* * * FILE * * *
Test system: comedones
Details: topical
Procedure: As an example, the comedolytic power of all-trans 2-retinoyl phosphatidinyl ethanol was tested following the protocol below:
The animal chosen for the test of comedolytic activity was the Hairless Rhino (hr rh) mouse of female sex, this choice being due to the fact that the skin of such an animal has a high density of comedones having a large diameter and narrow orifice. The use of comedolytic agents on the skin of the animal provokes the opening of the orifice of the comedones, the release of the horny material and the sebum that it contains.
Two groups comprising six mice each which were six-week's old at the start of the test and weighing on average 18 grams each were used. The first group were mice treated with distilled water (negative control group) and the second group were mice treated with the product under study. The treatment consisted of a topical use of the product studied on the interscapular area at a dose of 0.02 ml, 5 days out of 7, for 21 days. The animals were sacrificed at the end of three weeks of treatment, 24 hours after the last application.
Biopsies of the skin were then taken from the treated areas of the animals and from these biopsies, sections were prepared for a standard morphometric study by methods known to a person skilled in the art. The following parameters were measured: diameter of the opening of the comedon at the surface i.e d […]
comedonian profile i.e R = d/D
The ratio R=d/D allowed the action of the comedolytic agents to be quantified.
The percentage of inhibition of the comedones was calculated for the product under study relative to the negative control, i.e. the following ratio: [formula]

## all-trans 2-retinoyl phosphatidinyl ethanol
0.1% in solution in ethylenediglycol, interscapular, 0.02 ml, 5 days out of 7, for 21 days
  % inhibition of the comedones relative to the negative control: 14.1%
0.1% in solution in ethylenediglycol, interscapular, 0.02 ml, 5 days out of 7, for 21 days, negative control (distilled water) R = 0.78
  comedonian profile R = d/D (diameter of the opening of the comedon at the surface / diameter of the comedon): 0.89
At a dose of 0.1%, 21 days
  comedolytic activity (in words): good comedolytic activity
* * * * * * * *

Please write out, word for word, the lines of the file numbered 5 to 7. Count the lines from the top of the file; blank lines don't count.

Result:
Two groups comprising six mice each which were six-week's old at the start of the test and weighing on average 18 grams each were used. The first group were mice treated with distilled water (negative control group) and the second group were mice treated with the product under study. The treatment consisted of a topical use of the product studied on the interscapular area at a dose of 0.02 ml, 5 days out of 7, for 21 days. The animals were sacrificed at the end of three weeks of treatment, 24 hours after the last application.
Biopsies of the skin were then taken from the treated areas of the animals and from these biopsies, sections were prepared for a standard morphometric study by methods known to a person skilled in the art. The following parameters were measured: diameter of the opening of the comedon at the surface i.e d […]
comedonian profile i.e R = d/D